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Politics & Policy

San Francisco adds street parking back to Geary Boulevard project

A view of angled street parking near Geary Boulevard and 16th Avenue in San Francisco, on Wednesday, July 12, 2023. SFMTA adds back parking spots to Geary in response to merchant fury over transit improvement project plans. | Source: Isaac Ceja/The Standard

City officials have scaled back a plan to remove parking spots from one of San Francisco’s major commercial thoroughfares after an uproar among merchants, who fear the changes could put them out of business. The plan is intended to make space for transit-only lanes on Geary Boulevard.

Instead of losing 70 parking places, as a previous plan for the Richmond District stretch of Geary called for, the street will lose just 31 spots under a revised plan by the San Francisco Municipal Transportation Agency. That comes out to a loss of about one space per block. Officials said they found 17 new spaces by relocating three bike-share stations and replacing parallel parking with angled parking on some streets off Geary.

The plan calls for safety improvements like extending the curb into the street for easier bus boarding and increased visibility of pedestrians, turn restrictions, expanded bus zones and other changes to curb space for merchant loading. Transit-only lanes would be added east of 33rd Avenue, converting angled parking spaces to parallel ones between 28th and 15th avenues. 

Cars are parked on Geary Boulevard near 18th Avenue in San Francisco. | Source: Isaac Ceja/The Standard

However, local merchants were enraged when the plan appeared to be moving forward earlier this year. They said cutting parking could cause a significant drop in business among their customers who drive. Some said they were still recovering from the loss of business during the pandemic, and the project should be delayed until 2025, when construction on water and sewage pipe replacements is scheduled to begin. 

The SFMTA board is expected to vote on the proposal and whether to delay the removal of some parking spaces in August

Following the protests from merchants, the transit agency in June changed the plan by freeing up 17 more spaces on neighboring streets. 

“This is in addition to replacement parking previously identified, for a total of 39 new parking spots to offset the 70 to be removed along a two-mile stretch of Geary,” said spokesperson Stephen Chun in an email. 

Some businesses, like tiki bar Trad’r Sam and Joe’s Ice Cream, can also seek city funding to rebuild the parklets outside their shops into a parallel format, a change the conversion would make necessary.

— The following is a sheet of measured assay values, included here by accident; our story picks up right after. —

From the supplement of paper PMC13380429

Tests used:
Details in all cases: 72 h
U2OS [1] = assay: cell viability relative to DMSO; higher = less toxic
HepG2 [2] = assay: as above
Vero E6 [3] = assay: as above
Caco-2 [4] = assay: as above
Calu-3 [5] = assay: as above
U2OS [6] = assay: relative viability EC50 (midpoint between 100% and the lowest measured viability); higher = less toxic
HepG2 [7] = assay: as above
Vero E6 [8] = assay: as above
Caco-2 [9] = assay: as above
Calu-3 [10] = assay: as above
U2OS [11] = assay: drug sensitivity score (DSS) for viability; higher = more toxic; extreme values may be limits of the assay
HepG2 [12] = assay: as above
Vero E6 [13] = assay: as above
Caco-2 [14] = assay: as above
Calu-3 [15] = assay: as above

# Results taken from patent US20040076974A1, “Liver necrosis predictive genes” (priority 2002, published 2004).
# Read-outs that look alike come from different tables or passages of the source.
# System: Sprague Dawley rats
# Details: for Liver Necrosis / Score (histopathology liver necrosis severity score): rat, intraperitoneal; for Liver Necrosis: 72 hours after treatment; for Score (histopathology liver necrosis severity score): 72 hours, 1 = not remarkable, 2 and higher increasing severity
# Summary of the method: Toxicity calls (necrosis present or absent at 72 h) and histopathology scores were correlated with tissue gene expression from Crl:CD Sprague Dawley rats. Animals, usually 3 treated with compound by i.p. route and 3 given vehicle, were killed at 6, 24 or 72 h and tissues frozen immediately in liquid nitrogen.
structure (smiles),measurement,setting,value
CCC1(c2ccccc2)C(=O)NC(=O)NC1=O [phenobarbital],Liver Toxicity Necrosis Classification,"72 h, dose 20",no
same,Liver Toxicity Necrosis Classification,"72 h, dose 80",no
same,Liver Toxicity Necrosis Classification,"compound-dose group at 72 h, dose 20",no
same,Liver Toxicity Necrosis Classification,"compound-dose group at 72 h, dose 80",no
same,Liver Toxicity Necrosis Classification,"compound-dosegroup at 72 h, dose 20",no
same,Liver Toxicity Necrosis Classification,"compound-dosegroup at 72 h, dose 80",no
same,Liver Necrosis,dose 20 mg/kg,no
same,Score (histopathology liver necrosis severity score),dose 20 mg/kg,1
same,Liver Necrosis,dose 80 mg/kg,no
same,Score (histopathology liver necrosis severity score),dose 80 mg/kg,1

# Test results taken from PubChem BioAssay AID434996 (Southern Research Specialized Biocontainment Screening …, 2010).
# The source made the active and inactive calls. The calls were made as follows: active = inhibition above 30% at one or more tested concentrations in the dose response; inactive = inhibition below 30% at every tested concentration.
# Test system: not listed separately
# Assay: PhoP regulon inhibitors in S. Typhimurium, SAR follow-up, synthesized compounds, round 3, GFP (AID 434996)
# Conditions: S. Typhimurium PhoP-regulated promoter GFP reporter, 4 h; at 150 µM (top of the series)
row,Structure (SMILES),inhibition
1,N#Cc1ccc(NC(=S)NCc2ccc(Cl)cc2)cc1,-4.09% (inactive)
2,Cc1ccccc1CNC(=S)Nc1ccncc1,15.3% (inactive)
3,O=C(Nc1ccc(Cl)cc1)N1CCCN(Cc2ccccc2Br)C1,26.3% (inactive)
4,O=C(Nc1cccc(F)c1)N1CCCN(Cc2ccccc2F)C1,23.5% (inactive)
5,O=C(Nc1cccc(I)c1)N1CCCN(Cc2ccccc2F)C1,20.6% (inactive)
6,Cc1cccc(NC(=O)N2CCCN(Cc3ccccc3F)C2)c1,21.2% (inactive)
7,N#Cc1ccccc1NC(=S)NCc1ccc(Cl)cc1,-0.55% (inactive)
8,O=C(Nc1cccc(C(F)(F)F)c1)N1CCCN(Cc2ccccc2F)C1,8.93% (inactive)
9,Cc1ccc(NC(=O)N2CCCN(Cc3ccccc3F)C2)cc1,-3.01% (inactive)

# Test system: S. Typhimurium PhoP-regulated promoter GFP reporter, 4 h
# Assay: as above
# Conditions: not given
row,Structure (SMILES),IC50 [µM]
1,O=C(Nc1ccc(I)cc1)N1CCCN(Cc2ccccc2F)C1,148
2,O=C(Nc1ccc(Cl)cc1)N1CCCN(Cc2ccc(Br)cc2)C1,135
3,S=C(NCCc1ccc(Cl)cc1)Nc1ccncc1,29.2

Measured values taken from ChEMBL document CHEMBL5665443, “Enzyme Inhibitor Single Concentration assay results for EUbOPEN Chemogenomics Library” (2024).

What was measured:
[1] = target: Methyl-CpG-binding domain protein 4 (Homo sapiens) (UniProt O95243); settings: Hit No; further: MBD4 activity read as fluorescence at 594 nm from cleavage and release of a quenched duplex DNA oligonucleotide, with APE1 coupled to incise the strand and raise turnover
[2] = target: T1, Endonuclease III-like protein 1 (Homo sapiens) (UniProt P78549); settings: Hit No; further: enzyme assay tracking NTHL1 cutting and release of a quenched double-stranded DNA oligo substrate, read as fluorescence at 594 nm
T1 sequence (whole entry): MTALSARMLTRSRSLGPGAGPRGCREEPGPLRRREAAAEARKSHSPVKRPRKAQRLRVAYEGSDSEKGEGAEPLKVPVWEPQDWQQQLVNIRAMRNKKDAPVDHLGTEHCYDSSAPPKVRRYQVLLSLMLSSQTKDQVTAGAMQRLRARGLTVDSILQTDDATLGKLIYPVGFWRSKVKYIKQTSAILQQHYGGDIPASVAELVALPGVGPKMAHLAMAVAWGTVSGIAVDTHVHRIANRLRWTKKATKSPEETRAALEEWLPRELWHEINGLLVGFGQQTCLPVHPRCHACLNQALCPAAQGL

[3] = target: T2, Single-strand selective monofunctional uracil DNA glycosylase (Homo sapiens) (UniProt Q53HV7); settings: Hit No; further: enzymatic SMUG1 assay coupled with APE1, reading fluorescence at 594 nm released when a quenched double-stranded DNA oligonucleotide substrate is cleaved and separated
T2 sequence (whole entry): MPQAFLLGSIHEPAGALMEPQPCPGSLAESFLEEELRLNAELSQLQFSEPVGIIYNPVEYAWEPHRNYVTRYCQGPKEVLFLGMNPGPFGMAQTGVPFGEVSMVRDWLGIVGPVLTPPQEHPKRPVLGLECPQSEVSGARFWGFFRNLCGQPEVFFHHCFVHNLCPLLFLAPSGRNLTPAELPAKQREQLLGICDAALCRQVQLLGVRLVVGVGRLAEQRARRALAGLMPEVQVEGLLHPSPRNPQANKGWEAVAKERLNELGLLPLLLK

Cars are parked near the Joe’s Ice Cream parklet near Geary Boulevard and 18th Avenue in San Francisco. | Source: Isaac Ceja/The Standard

But it’s not clear if merchants will be happy with the latest changes. David Heller—owner of the Beauty Network, a shop on Geary, and head of the Greater Geary Boulevard Merchants and Property Owners Association—wants assurances that the city won’t make further adjustments to the number of parking spaces.

“There’s a small business community that’s really not doing well right now,” Heller said. “If anything, they should help us gain parking spots."

The project began as an effort to speed up transit like the center-running lanes like those finished on Van Ness Avenue in 2022. But after that effort suffered numerous delays and problems, the SFMTA decided to dramatically speed up the timeline of the Geary Boulevard project by installing side-running lanes instead. A first phase of the project with similar upgrades on Geary and O’Farrell between Stanyan and Market streets Downtown was completed in late 2021.  

But Heller argued that the SFMTA should delay parking removal until after the completion of pipe upgrades that are expected to start in 2025 and last three years. Supervisor Connie Chan, who has backed merchant concerns, agreed. But, in the meantime, she said she approves of the recent changes.

“It’s a step in the right direction,” Chan told The Standard. “I don’t think the merchants are asking for a lot.”

Lian Chang, a Richmond District resident who is involved with the pedestrian safety nonprofit Walk SF, just wants the project to move forward. 

“An indefinite delay of the project is basically killing the project,” Chang said.

The SFMTA was scheduled to present the changes at a Geary Community Advisory Committee meeting held online on Wednesday at 6 p.m.